Samir Kešetović, a 21-year-old sent to Zenica prison for three years for robbery, has learned a new trade there: drug dealing. Kešetović found he could make good money selling to inmates, at least until he became addicted to his own heroin.
‘In the beginning I wasn’t using’ he said. ‘Later I got completely ruined – I used everything I bought.’
Kešetović’s story is not unusual. Drugs are rampant in prisons around Bosnia and Herzegovina (BiH), and inmates with no prior history of use are being introduced to narcotics and to dealing. In the worst cases, prisoners that have survived a criminal life on the street die of an overdose in Bosnia’s prison system.
Reporters from the Center for Investigative Reporting in Sarajevo (CIN) talked to dozens of inmates in Foča, Zenica, Tuzla, Sarajevo and Mostar prisons. Over and over, inmates said the same thing– drugs are a lucrative business for prison dealers, who can get five times the normal street value.
Haris Martinović, 28, and Silvad Lilić, 30, now in Sarajevo prison, used to be inmates at Zenica. They say many people try drugs for the first time in prison. According to them, younger prisoners are typically drawn in by older inmates, who give out heroin for free in the beginning as a way to get future customers.
Redžo Kahrić, a criminologist in Zenica prison, says most prisoners take drugs because they have trouble adapting to incarceration and prison life.
‘At those difficult moments dealers break the prisoners. He takes it once, twice and he’s already an addict’ Kahrić says.
Ibrahim Prohić, a psychologist and assistant director for treatment at Tuzla prison, thinks that those who take drugs in prisons are predisposed to drug use.
‘Those who are weak, they need just one frustrating situation, and prison is a frustrating situation. Their capability to prevail in those challenges is not enough to keep them on the surface, they can’t stand it and not take drugs’ he said.
Prison Drug Smuggling
Instances of prisoners caught with drugs have gone up. Guards caught five prisoners inside Republika Srpska (RS) facilities in 2005. Last year, 19 were caught in the entity’s six prisons. In Tuzla, the number has grown from two to nine between 2002 and 2007.
Prohić, who has worked in Tuzla prison since 1974, said it is no wonder more drugs are being found since the number of addicts and dealers is growing all the time. ‘When I started working, the addicts were exceptions in the prisoner population, and today there are certain treatment groups where the percentage is between 20 and 40, and sometimes even 50 percent.’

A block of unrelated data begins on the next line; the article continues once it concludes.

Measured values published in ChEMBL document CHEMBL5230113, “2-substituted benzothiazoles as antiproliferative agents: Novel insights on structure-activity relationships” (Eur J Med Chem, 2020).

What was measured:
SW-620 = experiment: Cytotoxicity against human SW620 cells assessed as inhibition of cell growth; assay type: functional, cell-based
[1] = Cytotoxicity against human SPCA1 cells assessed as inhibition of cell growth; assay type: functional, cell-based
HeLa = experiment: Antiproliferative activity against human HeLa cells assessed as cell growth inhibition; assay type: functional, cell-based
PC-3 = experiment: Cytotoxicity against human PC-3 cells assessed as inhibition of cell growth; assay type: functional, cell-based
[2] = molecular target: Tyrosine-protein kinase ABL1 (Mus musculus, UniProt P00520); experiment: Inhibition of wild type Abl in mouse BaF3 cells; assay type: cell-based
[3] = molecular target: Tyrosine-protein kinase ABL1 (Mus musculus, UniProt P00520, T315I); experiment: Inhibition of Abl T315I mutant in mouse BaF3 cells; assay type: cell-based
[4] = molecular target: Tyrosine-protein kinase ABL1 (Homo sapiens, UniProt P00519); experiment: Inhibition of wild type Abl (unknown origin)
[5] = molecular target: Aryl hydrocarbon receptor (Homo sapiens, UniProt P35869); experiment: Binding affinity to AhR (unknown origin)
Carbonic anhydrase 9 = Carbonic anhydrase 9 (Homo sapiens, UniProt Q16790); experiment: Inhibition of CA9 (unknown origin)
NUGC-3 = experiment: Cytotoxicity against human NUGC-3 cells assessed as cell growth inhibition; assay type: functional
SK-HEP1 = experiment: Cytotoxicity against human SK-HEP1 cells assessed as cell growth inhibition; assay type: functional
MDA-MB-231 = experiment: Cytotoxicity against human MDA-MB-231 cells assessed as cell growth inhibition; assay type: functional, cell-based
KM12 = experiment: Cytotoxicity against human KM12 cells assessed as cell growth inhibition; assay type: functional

While all prisons have had problems with drugs, Zenica, home of the largest population with 800 inmates, including many violent offenders and a number of major drug dealers, has had the biggest problem.
According to Kahrić, organized drug groups operate in Zenica.
Between March and December 2007, 26 prisoners were caught with drugs. When 12 people were found with drugs in August alone, authorities separated eight prisoners whom they identified as direct or indirect participants in drug dealing. Drug seizures dropped significantly in the next couple of months.
Before being placed in isolation for six months for fighting, Kešetović belonged to one of the groups. ‘I saw other prisoners who were already working with drugs. I saw you could make good money. I took part of the drugs for myself and the rest I mixed with plywood, for example. If the stuff was good, on 20 grams I added six, seven grams of mix.’
The economics are hard to resist.
The price of drugs in prison is much higher than on the street.
For example, a gram of heroin can be divided into 10 to 15 ‘lines’ which are sold for 30 KM each. By comparison, street heroin can be bought for 10 KM for a similar dose. Inmates pay with 30 KM telephone cards. A dealer can earn from 300 KM to 450 KM per gram.
A typical addict will easily consume 1 gram or more per day if it is available.
Besides financial gain, there are other equally important benefits for those who sell drugs in prison. By increasing the number of users, dealers can create a circle of people who owe them favors.
Convicts get their drugs from various sources. The easiest way is to smuggle the drugs into prison themselves. BiH law allows for prisoners who behave well to leave the prison for a few days, called ‘weekends.’ Most drug seizures occurred when prisoners returned to prison from this time off.
Dealers and prisoners higher on the social ladder use favors, threats or blackmail to force weaker inmates to bring them drugs. A dealer will arrange a meeting between a prisoner taking a weekend leave and a dealer. After picking up the drugs, the prisoner packs the drugs in a condom and either swallows them or hides them in his anus. Most BiH prisons have encountered these methods in their drug seizures.